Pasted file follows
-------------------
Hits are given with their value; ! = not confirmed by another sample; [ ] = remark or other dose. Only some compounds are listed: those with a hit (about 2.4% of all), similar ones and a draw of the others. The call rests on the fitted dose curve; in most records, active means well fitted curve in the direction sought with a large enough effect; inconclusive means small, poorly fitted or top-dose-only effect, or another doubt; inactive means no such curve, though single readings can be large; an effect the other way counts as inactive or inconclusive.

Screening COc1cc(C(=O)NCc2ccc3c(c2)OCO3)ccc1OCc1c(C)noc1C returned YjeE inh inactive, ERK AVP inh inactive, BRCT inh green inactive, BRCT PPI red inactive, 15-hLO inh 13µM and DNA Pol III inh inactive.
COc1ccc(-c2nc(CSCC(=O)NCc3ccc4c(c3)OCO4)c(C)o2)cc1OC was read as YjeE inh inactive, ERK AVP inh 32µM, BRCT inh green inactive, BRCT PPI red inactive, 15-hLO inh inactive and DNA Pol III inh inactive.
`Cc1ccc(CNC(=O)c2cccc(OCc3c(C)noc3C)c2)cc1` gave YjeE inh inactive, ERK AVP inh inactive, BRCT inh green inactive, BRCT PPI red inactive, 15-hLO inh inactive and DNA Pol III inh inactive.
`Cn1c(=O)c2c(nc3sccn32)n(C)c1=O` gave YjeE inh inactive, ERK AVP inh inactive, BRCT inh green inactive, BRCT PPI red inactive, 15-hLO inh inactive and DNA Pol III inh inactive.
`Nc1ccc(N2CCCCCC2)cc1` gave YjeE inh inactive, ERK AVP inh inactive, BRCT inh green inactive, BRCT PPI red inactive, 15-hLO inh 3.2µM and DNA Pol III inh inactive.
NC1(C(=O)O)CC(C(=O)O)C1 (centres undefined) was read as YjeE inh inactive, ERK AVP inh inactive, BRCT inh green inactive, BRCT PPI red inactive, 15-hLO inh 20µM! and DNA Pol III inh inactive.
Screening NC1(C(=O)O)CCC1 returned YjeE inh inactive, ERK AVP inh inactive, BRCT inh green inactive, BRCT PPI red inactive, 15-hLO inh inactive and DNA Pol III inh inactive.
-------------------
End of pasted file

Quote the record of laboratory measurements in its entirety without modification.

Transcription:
Hits are given with their value; ! = not confirmed by another sample; [ ] = remark or other dose. Only some compounds are listed: those with a hit (about 2.4% of all), similar ones and a draw of the others. The call rests on the fitted dose curve; in most records, active means well fitted curve in the direction sought with a large enough effect; inconclusive means small, poorly fitted or top-dose-only effect, or another doubt; inactive means no such curve, though single readings can be large; an effect the other way counts as inactive or inconclusive.

Screening COc1cc(C(=O)NCc2ccc3c(c2)OCO3)ccc1OCc1c(C)noc1C returned YjeE inh inactive, ERK AVP inh inactive, BRCT inh green inactive, BRCT PPI red inactive, 15-hLO inh 13µM and DNA Pol III inh inactive.
COc1ccc(-c2nc(CSCC(=O)NCc3ccc4c(c3)OCO4)c(C)o2)cc1OC was read as YjeE inh inactive, ERK AVP inh 32µM, BRCT inh green inactive, BRCT PPI red inactive, 15-hLO inh inactive and DNA Pol III inh inactive.
`Cc1ccc(CNC(=O)c2cccc(OCc3c(C)noc3C)c2)cc1` gave YjeE inh inactive, ERK AVP inh inactive, BRCT inh green inactive, BRCT PPI red inactive, 15-hLO inh inactive and DNA Pol III inh inactive.
`Cn1c(=O)c2c(nc3sccn32)n(C)c1=O` gave YjeE inh inactive, ERK AVP inh inactive, BRCT inh green inactive, BRCT PPI red inactive, 15-hLO inh inactive and DNA Pol III inh inactive.
`Nc1ccc(N2CCCCCC2)cc1` gave YjeE inh inactive, ERK AVP inh inactive, BRCT inh green inactive, BRCT PPI red inactive, 15-hLO inh 3.2µM and DNA Pol III inh inactive.
NC1(C(=O)O)CC(C(=O)O)C1 (centres undefined) was read as YjeE inh inactive, ERK AVP inh inactive, BRCT inh green inactive, BRCT PPI red inactive, 15-hLO inh 20µM! and DNA Pol III inh inactive.
Screening NC1(C(=O)O)CCC1 returned YjeE inh inactive, ERK AVP inh inactive, BRCT inh green inactive, BRCT PPI red inactive, 15-hLO inh inactive and DNA Pol III inh inactive.